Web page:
Our visit to the falls was definitely enhanced by a fellow traveler and adrenaline junkie from California. After watching him bungee jump off the bridge that connects Zimbabwe and Zambia we wandered through the park that surrounds the Zim side of the falls. His enthusiastic cries of “this is amazing!” were infectious and made the pounding falls even more exciting. The afternoon sun formed rainbows around every corner. No matter where we stood in the mistier sections, it felt like the rainbows ended at our feet. We concluded that we had to visit the Zambia side of the falls together the next day.
On the walk over to Zambia the next morning we took a detour to see the Big Tree, a giant baobab tree with a 20 m circumference.  The kilometer walk back to the town center was like a mini-walking safari of our own – we saw baboons, warthogs, and impala just inches from us. The area was filled with elephant dung as well, though we were lucky enough not to startle any during their breakfasts.
Big Tree
Both sides of the falls were pretty amazing and should not be missed.  The Zimbabwe side offers more panoramic, encompassing views, but the Zambia side gets you right up close to the falls.  It’s tough to decide which is better, but I think for all three of us actually, the Zambia side couldn’t be beat.  We did a hike down the Boiling Point, a giant whirlpool in the gorge, and then over the footbridge to Knife’s Edge where views were stunning when you could see past the spray. This time we were smart enough to rent ponchos, though swimsuits were probably more appropriate. The mist was so thick that the rainbows made actual circles. Standing on Knife’s Edge, bemoaning the fact that we would soon have to leave the park, the three of us made a pact. We’re having a reunion at Vic Falls in 15 years and in the mean time will tour other great falls around the world. (Although, if we don’t get jobs soon, that could mean the Great Falls around our parents basements, if there are any….) Here’s to our new friend Mike and Vic Falls 2026!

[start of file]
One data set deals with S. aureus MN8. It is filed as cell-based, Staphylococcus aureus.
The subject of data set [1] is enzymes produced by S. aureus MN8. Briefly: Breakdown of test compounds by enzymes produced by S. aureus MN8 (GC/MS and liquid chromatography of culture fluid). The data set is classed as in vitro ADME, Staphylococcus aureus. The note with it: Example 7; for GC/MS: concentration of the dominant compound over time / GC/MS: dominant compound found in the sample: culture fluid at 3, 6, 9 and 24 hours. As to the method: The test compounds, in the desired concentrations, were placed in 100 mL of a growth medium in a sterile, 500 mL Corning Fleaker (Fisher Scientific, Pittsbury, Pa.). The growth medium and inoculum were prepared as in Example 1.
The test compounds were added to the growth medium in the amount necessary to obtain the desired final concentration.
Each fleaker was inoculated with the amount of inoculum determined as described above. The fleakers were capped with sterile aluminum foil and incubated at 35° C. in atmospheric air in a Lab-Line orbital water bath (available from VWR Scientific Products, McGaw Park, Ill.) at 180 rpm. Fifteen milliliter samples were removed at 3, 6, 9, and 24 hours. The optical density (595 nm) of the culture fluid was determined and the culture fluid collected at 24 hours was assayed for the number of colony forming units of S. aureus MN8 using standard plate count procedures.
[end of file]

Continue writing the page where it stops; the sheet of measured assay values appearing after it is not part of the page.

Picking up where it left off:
Tuesday, July 5, 2011

Okavango Delta

No matter what we do, we can’t seem to avoid hitchhiking. You would think being out in the theoretical middle of nowhere, in a dug-out canoe, surrounded by tall reeds and water, we would be safe from it. But no, during each of our three days in Botswana’s Okavango Delta thousands of bugs hitched rides in our mokoro, hoping to find a better meal down the river. Gnats coated our arms and legs and the inside of the narrow, hollowed out canoes. Spiders ranging from tiny, almost-translucent spots to inch-long monsters crawled around the plastic seats we put into the boat for a more comfortable ride. It turns out that marsh lands are not for bug haters.
The front of a mokoro
Our only stop in Botswana was in Maun in order to tour the Okavango Delta, a massive river delta region that floods for about half the year allowing narrow traditional dug-out canoes to traverse the temporary channels and hop from island to island. During the dry season much of the area can be accessed on foot, but after the rains, walking is limited. This doesn’t deter the massive number of animals, though. Elephants easily and loudly splash through the streams with ease. In areas where the water is very deep, they go in over their head and use their trunks as a snorkel. Different antelope are specifically adapted to swim and live in the marshy environment. Even the lions here have learned to swim short distances. It can take more than 30 days to cross the 16,000 square kilometers of marsh land in the non-motorized boats. We opted to just go for three.
Our most striking encounter during this adventure was once again with elephants. We camped for two nights on Elephant Island. Though we immediately noticed the large amounts of elephant dung near our site, we still walked around the island without much thought. Our guide didn’t tell us not to, and we wanted to climb a tree to see a new species of antelopes, red lechwes, in the distance. Our second day there, we realized we were probably stupid to do so. Two large bull elephants decided to chow down on the small trees around our campsite. We stood 30 feet from them with only a few thorny trees separating us. When they were full, they cruised right by us with nothing protecting us other than their complete indifference. Sometimes it’s nice not to be noticed.
Friendly campsite visitor

Mokoro poler

Lily pads
Red Lechwe